Started by D. Engebretson, January 15, 2020, 12:18:42 PM
Quote from: Dave Likeness on February 10, 2021, 04:10:11 PMPandemic or no pandemic, if the median age of your parish is 76.....you have problems.The aged church will have a rough time reversing their demographics. It is no secretthat a parish with young families will attract other young families. The aged churchobviously will have more funerals than infant baptisms. The pastor becomes a typeof family chaplain who ministers to the elderly and dying. As each member passesaway, another financial contributor to the parish budget is gone. Bottom Line: The ministry of Word and Sacrament in an aged congregation is a realchallenge. However, Christ has promised that He will be present among us and willnever leave us or forsake us.
Quote from: Charles Austin on February 10, 2021, 04:40:17 PMThe issue is never whether the Lord will forsake us. The issue is the hard, provable, earthy facts of life.In my not so humble opinion, 95 percent of the congregations with fewer than 150 members, worship attendance under 75 (or certainly under 50) not only will not survive, but should not survive. They do this. They become "personal chaplaincies" for the remaining members, often members of families exercising extraordinary influence. They drain the energies of low-paid or first-call pastors or retired pastors who think they are advancing the mission of the Church rather than just keeping some church doors open.They spend down the assets of reserves and endowments solely for the satisfaction of the few remaining members. They let neighbors and the neighborhood see a sorry picture of what a church should be.They never become part of the broader church, either locally or nationally. A contribution to the local food bank, maybe a pittance to synod or district isn't mission or outreach. "But what about the people there?!" I hear you say.Send them off to a nearby church."But what if there isn't a nearby Lutheran church?!" I hear you say.So what? We're not the only expression of Gospel fellowship."Is it so wrong to keep the doors open for those people?"It is, unless you are clear about your longer-term objectives. Make it known that the church is in the "closing" mode. Get people ready. Maybe even set a date. Don't just keep sending them first-call or retired pastors so long as they can afford to underpay them.
Quote from: PrTim15 on February 10, 2021, 07:41:14 PMJust curious Tom is this anecdotal where you are? Is this LCMS observation? Did you have some research to support this assertions?
Quote from: Tom Eckstein on February 10, 2021, 09:32:09 PMQuote from: PrTim15 on February 10, 2021, 07:41:14 PMJust curious Tom is this anecdotal where you are? Is this LCMS observation? Did you have some research to support this assertions?Hi Tim. No, I haven't read any official studies on the point I made in my post. The information from my post comes from fellow pastors (LCMS and other denominations) over the years who informed me that in their congregations it was the older, long term members that supported the congregation financially and stayed when there was conflict or other challenges. A couple pastors shared with me that they had two Services on Sunday - one contemporary and the other traditional. The contemporary Service made of 80% of the Sunday attendance and was attended mostly by younger people whereas the traditional Service made up 20% of the Sunday attendance and was attended by older members. However, the 20% who attended the traditional Service provided over 80% of the offerings for the year. They were concerned what was going to happened to their congregations when the older members died out. Again, this information is from fellow pastors I've met over the years and not from any official study. I'm sure there are exceptions to this.I know in my own congregation we don't have "contemporary Service" per se, but we do offer traditional and "blended" (however you want to define that). However, our two Sundays Services and our Wednesday evening Services are always the same each week. So, each week all the Services are either traditional or "blended" - and so ALL members get exposed to different styles of worship.Even though our membership is more on the older side, we do have some very active and dedicated young families - but our younger families (with a couple exceptions) do not make a lot of money and so are not able to give much financial support to the congregation. A big part of our yearly budget comes from the older, long term members. So I and our leaders are away that in the next few years as our older members die out, this may change the financial situation of our congregation. Even if we continue to gain younger families (and we seem to get a few each year), if they continue to be "low income" (which many of them are) they simply will not be able to give as much as our older members who have more wealth. We thank God for any new members that He gives us, but we've been getting more low income individuals and families lately and so this is changing our finances at the congregation. We currently have two full time staff (I'm the sole pastor and we have a full time deaconess) and a secretary who works 25 hours per week. But unless things change, we will be able to maintain this only a few more years. In any case, we continue to do mission and ministry and trust the Lord and we'll deal with the future as it comes.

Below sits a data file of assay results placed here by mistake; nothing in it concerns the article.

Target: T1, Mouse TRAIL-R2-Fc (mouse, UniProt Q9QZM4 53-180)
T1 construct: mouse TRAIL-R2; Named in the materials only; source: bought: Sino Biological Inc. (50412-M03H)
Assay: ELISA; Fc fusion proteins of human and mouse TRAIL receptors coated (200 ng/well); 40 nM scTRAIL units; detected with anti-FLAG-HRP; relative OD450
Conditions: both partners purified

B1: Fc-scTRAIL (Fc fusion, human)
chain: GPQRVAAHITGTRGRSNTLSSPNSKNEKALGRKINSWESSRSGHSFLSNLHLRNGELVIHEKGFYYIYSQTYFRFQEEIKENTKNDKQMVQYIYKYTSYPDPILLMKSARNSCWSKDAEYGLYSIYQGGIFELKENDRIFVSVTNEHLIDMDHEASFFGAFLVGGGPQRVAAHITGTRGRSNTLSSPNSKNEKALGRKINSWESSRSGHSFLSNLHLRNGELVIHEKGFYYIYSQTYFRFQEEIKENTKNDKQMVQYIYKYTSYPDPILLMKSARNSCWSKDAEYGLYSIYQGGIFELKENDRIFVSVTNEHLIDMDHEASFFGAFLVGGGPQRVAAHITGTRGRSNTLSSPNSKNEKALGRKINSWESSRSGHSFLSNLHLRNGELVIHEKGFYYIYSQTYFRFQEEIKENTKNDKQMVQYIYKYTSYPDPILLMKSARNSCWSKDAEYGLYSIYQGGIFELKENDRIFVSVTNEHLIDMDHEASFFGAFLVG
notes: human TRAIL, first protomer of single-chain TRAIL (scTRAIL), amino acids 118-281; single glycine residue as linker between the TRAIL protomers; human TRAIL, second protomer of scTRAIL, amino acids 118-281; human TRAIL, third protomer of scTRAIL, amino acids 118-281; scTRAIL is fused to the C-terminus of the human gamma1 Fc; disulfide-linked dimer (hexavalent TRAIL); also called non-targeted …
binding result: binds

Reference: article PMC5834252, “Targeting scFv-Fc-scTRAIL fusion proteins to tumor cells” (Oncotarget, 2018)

Quote from: PrTim15 on February 11, 2021, 08:44:31 AMThat's not been my experience Tom. Maybe the congregation I serve is anomaly. We are multi generational, has some serious ups and a few downs. Also a deliberate plan of helping lambs follow Good Shepherd.